The wise railtrail cyclist will realise that they will most likely also get somewhat grubby! If you are really keen, and love splashing through the mud, then you will be in for the ride of your life and will emerge in dire need of a hot shower. It will also be weeks before you get all the grit out of the moving parts of your bike, no matter how well or how often you wash it! If you are not an avid mud lover, you may even be tempted to consider porting along some gumboots for the really wet bits (just kidding!) 🙂

Remains of rail sleepers left in the forest to decay

Old wooden rail bridge, now overgrown with mosses and ferns

In the summer of 2010 we tackled the railtrail near Zeehan. The trains have long since ceased running but evidence of their presence can still be found in some old wooden bridges and half buried sleepers.

I am a bit sentimental about disused railways and never get tired of marvelling at and exploring the relics of bridges and other infrastructure that is now sadly abandoned and left to rot. It is difficult to imagine those heavy old engines and their loads steaming over the fragile looking wooden bridges and stone culverts with their shrill whistle echoing through the valleys.

Being a bit passionate about plants too, I found the forest truly awe-inspiring. It is one of those places that is spectacular regardless of the weather. We rode through rain, mist and smatterings of sunshine and the vegetation was different and lovely in each one.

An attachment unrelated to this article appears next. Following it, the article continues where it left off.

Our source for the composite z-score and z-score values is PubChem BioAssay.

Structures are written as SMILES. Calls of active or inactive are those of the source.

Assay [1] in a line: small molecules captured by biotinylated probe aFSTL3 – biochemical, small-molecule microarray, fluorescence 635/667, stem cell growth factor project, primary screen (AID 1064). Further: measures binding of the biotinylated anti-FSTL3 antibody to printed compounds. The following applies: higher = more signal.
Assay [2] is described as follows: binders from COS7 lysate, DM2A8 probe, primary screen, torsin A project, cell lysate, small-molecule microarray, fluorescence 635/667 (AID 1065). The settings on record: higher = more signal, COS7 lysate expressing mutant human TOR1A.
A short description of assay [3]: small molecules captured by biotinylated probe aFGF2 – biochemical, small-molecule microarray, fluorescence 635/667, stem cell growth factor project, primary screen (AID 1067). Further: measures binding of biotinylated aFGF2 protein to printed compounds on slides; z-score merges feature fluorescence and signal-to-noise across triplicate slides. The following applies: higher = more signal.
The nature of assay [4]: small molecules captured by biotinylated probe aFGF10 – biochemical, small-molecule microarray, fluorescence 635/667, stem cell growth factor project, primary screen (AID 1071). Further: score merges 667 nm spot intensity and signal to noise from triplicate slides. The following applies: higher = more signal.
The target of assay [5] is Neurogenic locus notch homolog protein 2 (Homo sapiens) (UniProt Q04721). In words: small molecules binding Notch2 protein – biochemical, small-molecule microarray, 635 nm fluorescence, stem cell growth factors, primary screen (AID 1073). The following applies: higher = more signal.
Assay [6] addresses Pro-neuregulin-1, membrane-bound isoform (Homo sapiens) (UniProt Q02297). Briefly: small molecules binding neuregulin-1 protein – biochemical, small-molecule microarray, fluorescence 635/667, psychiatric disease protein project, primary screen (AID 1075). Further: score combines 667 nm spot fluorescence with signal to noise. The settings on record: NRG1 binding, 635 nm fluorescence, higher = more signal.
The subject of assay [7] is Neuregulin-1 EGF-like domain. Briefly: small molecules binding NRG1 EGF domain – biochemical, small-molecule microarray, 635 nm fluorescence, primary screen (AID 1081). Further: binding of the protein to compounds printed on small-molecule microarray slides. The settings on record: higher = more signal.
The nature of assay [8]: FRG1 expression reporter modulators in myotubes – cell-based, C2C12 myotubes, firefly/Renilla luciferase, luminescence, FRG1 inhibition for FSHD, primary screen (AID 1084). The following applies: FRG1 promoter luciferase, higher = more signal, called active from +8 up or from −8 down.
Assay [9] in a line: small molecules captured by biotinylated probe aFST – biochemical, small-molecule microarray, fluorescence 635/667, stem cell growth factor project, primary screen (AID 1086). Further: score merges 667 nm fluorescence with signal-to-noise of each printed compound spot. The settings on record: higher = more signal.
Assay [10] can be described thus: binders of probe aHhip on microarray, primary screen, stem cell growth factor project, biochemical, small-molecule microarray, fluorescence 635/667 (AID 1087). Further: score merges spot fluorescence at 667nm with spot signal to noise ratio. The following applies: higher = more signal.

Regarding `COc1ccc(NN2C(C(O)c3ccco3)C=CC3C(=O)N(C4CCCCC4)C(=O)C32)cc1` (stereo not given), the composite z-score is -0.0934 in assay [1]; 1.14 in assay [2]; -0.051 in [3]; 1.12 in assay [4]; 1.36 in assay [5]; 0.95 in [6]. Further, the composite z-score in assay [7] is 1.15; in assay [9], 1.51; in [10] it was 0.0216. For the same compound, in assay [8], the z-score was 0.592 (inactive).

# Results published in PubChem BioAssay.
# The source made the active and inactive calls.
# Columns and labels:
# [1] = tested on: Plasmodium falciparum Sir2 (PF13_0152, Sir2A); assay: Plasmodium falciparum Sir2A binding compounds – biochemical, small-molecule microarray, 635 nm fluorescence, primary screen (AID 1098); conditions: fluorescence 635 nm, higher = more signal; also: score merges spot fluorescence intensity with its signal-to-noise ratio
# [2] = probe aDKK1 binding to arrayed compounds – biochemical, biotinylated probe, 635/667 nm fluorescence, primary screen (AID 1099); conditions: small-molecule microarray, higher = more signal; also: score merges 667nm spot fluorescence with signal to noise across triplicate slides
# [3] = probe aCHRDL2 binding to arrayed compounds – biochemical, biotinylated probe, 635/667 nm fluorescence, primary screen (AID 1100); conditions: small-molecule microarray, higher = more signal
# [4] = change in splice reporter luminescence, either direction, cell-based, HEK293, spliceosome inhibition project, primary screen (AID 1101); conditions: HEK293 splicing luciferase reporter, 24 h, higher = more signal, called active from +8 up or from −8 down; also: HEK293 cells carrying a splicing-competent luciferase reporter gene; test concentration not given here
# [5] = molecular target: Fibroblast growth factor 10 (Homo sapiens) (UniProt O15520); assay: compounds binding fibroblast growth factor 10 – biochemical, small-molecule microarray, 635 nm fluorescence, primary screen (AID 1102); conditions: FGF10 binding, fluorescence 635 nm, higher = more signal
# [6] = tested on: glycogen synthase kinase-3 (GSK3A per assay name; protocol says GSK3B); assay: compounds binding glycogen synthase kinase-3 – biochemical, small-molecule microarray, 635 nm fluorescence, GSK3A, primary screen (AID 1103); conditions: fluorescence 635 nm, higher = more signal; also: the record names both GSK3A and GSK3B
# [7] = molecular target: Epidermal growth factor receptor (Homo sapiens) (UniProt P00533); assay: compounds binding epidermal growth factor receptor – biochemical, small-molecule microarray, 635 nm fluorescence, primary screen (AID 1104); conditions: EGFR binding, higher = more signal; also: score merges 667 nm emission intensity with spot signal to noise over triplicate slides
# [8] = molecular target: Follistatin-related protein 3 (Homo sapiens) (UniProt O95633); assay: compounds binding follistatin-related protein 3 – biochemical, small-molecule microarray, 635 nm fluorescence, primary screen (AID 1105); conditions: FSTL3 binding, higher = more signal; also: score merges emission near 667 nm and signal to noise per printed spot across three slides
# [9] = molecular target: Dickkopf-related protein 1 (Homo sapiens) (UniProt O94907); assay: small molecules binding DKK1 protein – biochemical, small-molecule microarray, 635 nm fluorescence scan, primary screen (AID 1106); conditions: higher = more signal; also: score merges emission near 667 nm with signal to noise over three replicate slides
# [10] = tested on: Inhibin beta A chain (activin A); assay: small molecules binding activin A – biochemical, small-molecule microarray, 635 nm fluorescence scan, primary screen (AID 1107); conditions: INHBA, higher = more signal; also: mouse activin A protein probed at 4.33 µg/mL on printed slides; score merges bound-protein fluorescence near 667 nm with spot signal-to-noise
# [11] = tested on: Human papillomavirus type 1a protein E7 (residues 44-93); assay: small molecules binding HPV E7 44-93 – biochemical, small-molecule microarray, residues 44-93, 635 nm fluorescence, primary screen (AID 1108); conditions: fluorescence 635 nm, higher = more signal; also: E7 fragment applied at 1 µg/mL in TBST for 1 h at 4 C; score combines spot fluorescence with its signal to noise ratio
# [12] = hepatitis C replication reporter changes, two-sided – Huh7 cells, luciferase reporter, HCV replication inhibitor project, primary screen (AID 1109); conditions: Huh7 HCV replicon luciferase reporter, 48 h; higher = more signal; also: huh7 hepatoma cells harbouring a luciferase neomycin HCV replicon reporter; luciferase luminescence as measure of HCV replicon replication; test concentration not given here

A few sections on the trail posed some interesting challenges. I must confess that I was not overly impressed at the creek crossing which had to be negotiated on foot, given the size of the boulders in the river bed.

There was no mention of rocky beds and creek crossings in the guide book!

But my fellow cyclists were highly entertained by my discomfort and delightfully caught it on camera! Afterwards, when I was no longer wet, it did get me laughing too! The only consolation was that it had not been raining for long, so I only had to negotiate shallow water. It would have been a different story if the creek was full!

Railway cutting, now only accessible to bush walkers and cyclists

We rode on two sections of the trail. One part is only open to cyclists and bush walkers. The condition of the track was excellent in this part and gave you the opportunity to look around as you were riding.

Unfortunately the other part, which is open to motorised transport, was very degraded with big muddy potholes and slippery sections. Here it was necessary to watch the road carefully all the way to avoid ending up in the mud. If I did the ride again, I would not bother with this section, as I really did not enjoy it.

But overall, it was a great experience and a wonderful way to experience the incredible natural beauty of Tasmania.